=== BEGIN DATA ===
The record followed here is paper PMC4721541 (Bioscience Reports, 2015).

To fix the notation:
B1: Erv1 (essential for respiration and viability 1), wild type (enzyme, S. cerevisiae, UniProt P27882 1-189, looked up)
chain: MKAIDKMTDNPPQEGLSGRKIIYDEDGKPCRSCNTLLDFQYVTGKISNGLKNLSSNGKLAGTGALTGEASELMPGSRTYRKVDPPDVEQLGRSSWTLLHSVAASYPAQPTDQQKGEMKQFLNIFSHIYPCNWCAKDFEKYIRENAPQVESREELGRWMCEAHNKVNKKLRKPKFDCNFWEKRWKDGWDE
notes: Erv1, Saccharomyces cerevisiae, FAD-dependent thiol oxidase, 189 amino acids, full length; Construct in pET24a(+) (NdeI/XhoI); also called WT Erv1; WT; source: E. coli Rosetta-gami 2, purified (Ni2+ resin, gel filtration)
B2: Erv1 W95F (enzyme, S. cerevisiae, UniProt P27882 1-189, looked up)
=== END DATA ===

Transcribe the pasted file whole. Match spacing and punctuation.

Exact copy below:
The record followed here is paper PMC4721541 (Bioscience Reports, 2015).

To fix the notation:
B1: Erv1 (essential for respiration and viability 1), wild type (enzyme, S. cerevisiae, UniProt P27882 1-189, looked up)
chain: MKAIDKMTDNPPQEGLSGRKIIYDEDGKPCRSCNTLLDFQYVTGKISNGLKNLSSNGKLAGTGALTGEASELMPGSRTYRKVDPPDVEQLGRSSWTLLHSVAASYPAQPTDQQKGEMKQFLNIFSHIYPCNWCAKDFEKYIRENAPQVESREELGRWMCEAHNKVNKKLRKPKFDCNFWEKRWKDGWDE
notes: Erv1, Saccharomyces cerevisiae, FAD-dependent thiol oxidase, 189 amino acids, full length; Construct in pET24a(+) (NdeI/XhoI); also called WT Erv1; WT; source: E. coli Rosetta-gami 2, purified (Ni2+ resin, gel filtration)
B2: Erv1 W95F (enzyme, S. cerevisiae, UniProt P27882 1-189, looked up)